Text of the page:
In the pantheon of quotes that have no exact wording and are alternately attributed to Oscar Wilde, Benjamin Franklin and Mark Twain, perhaps none is more satisfying than “Those who enjoy democracy and sausage should take care to learn as little as possible about how either is made.” Like a public men’s room, democratic self-government is both utterly necessary and really gross. The problem is that so many people are involved. If you’re like me, you can’t help but notice the paradoxical phenomenon that your friends are conscientious, dignified people whose generosity and depth of character makes them an invaluable gift, whereas everyone you don’t know is a stupid asshole. Democracy is a great way to decide what we’re doing on Saturday night, and a terrible way to decide how to reform health care. Or, rather, it’s the second most terrible way to decide that, just after every other means of government ever devised by man. If you think the Tea Party is irritating now, just wait until one of them becomes king. Until then, enjoy this collection of instances of mass opinion, be they public opinion polls, widespread beliefs, popular media or the concentrated retardation that is an elected official. It’s Friday, and we’ve all agreed that for the next two days it’s okay not to work. At least democracy got one thing right.
Foolishly, we here at Combat! blog assumed that the political climate of the United States would settle down a little bit after Sunday’s House vote on health care reform. On some level we’d rather not have to consciously acknowledge, we were even a little disappointed. The vicious political rochambeau that had so dominated the past year seemed finally at an end, and as heartening as that was, it also meant we’d have to turn our attention back to Miracle Whip commercials. How wrong we were. Finally freed of the pretense of opposing a specific bill, the anti-health care reform movement has assumed its true form as an unmoored cloud of hateful bullshit. Gone is the obligation to talk about actual health care policy. Gone is the pretense of bipartisan intent, and gone is the salutary need to anchor one’s statements to any element of the real world. What remains is the essence of the Tea Party right, scurrying out from the corpse of town hall democracy like those shadow things in Ghost. Now that it has been released from its host body, the soul of American politics can make statements like this:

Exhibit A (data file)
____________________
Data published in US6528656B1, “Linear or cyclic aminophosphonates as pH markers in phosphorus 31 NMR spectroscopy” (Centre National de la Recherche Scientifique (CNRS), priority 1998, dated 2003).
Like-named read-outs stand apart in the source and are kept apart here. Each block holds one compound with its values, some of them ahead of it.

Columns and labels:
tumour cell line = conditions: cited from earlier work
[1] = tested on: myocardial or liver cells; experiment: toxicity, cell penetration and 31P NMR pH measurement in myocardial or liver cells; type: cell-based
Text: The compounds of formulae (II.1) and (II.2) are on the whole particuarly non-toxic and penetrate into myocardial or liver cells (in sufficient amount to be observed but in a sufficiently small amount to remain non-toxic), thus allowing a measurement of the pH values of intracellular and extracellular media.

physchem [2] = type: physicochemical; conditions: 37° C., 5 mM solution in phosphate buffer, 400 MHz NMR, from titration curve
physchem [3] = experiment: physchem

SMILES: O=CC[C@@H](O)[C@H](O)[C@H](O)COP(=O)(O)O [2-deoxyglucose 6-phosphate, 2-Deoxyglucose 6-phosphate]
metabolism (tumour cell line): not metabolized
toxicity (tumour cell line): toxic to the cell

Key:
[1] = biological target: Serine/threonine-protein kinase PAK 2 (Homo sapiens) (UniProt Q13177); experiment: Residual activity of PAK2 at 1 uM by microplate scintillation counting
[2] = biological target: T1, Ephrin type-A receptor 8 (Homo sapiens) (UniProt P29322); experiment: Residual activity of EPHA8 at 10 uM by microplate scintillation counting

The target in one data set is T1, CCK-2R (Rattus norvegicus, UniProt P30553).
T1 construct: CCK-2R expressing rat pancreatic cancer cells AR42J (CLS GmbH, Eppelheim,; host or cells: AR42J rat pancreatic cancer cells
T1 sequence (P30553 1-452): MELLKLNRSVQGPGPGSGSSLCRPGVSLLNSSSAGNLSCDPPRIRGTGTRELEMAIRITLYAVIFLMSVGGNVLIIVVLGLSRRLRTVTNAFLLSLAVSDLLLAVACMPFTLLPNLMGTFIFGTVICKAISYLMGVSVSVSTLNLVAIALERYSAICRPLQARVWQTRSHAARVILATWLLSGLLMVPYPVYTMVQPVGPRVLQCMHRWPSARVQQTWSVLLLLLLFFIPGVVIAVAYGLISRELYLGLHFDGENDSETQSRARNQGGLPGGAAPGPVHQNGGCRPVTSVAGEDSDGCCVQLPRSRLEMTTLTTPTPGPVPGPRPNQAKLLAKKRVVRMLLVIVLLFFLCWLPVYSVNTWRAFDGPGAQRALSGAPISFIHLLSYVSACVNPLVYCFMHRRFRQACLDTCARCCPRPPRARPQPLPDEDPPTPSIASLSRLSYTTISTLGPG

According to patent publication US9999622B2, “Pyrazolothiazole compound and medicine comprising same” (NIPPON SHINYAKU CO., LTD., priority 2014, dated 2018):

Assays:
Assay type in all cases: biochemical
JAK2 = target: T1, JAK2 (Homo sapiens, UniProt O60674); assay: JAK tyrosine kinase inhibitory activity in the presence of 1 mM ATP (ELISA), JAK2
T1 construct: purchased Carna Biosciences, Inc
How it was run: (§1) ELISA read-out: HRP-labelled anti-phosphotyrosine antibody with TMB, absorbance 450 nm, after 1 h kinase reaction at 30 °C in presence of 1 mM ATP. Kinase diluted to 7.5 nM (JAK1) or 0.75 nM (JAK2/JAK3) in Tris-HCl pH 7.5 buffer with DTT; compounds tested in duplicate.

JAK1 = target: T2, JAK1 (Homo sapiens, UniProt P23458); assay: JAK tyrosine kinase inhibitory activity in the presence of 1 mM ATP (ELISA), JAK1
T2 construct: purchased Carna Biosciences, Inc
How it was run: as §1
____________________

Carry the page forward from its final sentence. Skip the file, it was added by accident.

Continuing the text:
If I could start a country with a bunch of people, they’d be the folks who were standing with us the last few days. Let’s hope we don’t have to do that! Let’s beat that other side to a pulp! Let’s take them out. Let’s chase them down. There’s going to be a reckoning!
A congressman said that, which makes the hypothetical at the beginning kind of odd. You already have a country, asshole, and it sucks right now, largely because of you. The asshole in question is Steve King, as usual, but he’s not alone. Now that it no longer has to maintain the illusion that it’s talking about health care reform, reactionary populism has unsheathed the long knives.